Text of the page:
For Immediate Release
Statement from Congressman Dennis Kucinich Regarding a Delayed Debate on H. Con. Res. 51, His Resolution to End the War in Libya
WASHINGTON - Congressman Dennis Kucinich (D-OH) today made the following statement after his resolution, H. Con. Res. 51, to end the war in Libya was pulled from the Floor calendar and postponed:
“I am disappointed that the President and leadership feel the need to buy even more time to shore up support for the War in Libya. It’s not surprising that some are now wondering if a preliminary vote count on my resolution came out in favor of defending the Constitution.
“The House Leadership has communicated to me via email that the vote on Libya will be postponed ‘in an effort to compel more information and consultation’ from the Administration. I have been asked to provide input for the information which the House will seek from the Administration.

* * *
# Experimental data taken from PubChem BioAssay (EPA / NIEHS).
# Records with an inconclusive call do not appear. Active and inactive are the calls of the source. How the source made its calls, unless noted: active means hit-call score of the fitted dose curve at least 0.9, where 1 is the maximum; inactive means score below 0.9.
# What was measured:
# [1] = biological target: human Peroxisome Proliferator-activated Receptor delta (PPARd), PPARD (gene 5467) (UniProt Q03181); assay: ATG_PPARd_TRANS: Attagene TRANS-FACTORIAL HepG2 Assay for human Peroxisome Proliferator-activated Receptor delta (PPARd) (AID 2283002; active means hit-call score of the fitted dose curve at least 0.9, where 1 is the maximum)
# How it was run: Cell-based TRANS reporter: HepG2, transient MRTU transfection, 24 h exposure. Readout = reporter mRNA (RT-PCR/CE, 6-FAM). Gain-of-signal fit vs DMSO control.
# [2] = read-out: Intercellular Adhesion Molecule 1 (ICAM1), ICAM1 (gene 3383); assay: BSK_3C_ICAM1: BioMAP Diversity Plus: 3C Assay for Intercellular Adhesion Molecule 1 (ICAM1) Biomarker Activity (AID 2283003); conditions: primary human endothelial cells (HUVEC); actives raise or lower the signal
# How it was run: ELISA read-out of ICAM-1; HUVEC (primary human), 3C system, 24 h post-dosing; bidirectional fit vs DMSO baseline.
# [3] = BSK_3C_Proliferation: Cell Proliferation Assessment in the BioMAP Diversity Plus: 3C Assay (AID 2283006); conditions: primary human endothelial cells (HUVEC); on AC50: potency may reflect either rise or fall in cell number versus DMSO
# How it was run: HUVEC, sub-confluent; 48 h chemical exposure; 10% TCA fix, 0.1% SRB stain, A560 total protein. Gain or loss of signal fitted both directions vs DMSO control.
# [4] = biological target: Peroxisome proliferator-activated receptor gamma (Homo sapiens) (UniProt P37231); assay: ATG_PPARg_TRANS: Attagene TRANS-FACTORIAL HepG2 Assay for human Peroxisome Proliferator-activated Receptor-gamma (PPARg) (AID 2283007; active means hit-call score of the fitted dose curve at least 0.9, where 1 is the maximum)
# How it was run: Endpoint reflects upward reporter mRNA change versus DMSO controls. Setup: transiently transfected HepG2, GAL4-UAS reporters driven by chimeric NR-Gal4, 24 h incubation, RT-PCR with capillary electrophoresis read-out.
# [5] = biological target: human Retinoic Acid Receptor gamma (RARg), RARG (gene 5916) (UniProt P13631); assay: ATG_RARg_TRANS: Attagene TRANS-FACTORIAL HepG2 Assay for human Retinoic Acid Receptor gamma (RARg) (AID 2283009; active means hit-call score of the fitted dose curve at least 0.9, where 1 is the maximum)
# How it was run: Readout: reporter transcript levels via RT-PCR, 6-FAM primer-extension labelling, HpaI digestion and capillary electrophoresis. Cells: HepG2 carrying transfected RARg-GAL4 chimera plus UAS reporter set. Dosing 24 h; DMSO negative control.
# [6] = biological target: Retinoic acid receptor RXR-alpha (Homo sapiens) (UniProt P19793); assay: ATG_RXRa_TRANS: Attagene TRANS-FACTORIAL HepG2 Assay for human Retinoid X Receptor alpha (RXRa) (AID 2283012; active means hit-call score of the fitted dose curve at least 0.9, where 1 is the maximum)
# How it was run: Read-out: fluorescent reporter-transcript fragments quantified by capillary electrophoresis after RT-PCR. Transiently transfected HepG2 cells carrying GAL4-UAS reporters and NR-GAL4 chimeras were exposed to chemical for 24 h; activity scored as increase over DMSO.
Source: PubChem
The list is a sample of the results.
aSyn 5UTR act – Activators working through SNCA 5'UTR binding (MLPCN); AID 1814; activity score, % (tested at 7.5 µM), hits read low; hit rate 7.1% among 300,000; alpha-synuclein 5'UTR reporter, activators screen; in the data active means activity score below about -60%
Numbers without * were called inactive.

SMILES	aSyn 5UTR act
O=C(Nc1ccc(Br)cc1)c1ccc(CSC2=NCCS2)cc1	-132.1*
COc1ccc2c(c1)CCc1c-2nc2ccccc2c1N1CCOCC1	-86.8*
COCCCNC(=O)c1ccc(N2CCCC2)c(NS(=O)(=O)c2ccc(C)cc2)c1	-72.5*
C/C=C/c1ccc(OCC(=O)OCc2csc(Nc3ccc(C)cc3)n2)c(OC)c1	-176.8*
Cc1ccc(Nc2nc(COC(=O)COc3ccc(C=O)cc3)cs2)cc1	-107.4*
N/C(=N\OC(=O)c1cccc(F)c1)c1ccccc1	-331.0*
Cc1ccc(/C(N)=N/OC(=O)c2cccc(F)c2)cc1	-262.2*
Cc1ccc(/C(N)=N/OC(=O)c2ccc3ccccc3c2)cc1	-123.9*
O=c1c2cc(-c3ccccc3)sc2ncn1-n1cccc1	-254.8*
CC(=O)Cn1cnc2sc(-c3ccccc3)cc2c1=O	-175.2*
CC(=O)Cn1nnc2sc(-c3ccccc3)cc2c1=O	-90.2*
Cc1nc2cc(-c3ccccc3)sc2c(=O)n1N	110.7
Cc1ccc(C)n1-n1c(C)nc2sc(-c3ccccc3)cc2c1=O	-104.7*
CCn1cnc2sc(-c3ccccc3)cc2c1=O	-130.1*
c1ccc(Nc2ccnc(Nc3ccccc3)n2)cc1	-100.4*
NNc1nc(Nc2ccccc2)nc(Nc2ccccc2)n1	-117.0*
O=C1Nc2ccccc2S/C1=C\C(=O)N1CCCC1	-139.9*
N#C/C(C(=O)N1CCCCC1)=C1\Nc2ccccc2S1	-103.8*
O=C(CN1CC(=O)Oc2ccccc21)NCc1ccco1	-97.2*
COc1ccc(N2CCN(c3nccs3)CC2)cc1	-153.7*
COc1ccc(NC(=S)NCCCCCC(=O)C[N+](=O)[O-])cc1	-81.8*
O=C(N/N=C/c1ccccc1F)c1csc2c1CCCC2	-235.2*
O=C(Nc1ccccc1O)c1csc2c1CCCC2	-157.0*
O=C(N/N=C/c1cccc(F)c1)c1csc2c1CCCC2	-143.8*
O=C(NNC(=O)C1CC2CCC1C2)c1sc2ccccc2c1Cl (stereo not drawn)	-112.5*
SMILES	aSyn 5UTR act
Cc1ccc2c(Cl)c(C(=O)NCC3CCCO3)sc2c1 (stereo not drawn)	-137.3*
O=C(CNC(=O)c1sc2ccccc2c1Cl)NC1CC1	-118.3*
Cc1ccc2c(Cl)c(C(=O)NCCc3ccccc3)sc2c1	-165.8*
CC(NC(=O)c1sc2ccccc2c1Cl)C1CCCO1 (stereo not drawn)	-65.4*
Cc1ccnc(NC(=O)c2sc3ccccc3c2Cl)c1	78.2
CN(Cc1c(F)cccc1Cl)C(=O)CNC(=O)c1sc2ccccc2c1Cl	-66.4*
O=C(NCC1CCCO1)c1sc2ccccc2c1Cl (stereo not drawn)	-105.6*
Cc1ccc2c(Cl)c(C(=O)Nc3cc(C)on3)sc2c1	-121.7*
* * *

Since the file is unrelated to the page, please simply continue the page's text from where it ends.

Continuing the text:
“The House is expected to consider a rule that will structure the consideration of House Concurrent Resolution 51, which requires the President to remove armed forces from Libya.
“It is clear that the Administration violated Article 1, Section 8 of the Constitution which reserves to Congress the power to declare war. It is clear that the Administration is in violation of the War Powers Act, which, within a 60 day period, requires the President to terminate military action or seek authorization from Congress to continue the military action. Congress needs to act to defend the Constitution and the statute.
“The Administration wants to postpone and avoid this deliberation; however Congress cannot maintain its position as a co-equal branch of government if it willingly forfeits the decision-making on matters of war and peace. This is why it is important that this issue be brought forward for deliberation and a vote.
“I look forward to participating in this process of discovery and, in the interest of transparency, will make public all document requests.
“I look forward to the time when we will debate House Concurrent Resolution 51 and the Constitutional and statutory issues surrounding the war power.”